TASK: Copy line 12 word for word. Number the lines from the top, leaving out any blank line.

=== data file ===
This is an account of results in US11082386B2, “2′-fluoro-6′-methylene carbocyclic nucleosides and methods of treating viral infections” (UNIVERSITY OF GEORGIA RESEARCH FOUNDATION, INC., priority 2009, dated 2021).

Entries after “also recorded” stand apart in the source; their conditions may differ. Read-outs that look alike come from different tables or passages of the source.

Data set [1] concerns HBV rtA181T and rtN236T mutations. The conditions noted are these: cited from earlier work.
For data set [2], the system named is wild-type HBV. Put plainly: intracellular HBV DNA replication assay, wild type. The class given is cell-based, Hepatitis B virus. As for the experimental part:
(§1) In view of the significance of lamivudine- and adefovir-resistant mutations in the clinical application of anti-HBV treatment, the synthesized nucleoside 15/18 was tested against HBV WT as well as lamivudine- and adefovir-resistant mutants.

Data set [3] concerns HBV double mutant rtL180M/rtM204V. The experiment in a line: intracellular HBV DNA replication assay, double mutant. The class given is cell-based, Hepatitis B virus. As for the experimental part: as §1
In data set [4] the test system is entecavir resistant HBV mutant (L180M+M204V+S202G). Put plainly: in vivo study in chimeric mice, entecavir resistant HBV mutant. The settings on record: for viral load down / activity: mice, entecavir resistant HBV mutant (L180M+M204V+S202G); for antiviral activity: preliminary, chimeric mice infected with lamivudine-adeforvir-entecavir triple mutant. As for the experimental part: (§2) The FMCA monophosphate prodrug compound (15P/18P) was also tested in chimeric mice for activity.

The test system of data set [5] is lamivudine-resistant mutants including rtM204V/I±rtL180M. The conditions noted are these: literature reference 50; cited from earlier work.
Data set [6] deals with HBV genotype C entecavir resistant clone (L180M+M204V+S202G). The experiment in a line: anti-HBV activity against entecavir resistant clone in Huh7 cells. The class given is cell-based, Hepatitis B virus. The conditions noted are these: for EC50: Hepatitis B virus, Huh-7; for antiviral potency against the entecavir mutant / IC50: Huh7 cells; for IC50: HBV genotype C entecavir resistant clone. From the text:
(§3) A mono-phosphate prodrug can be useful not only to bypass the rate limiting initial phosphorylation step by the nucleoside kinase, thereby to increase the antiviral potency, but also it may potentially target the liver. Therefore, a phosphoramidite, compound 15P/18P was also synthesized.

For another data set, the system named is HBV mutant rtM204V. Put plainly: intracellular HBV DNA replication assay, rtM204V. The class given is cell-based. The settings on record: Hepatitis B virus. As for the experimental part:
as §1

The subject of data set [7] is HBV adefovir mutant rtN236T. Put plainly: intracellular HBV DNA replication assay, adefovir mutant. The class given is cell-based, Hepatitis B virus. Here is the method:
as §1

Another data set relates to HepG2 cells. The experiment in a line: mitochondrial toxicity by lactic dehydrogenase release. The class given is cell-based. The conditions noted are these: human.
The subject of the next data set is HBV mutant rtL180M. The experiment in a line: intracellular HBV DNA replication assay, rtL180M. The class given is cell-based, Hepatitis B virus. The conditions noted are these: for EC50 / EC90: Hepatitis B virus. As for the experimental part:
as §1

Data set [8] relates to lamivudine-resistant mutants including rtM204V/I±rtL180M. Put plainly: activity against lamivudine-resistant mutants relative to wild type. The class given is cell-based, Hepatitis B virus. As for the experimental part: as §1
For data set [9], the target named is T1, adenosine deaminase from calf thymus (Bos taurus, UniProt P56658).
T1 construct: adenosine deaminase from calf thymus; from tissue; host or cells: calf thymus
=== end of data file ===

as §1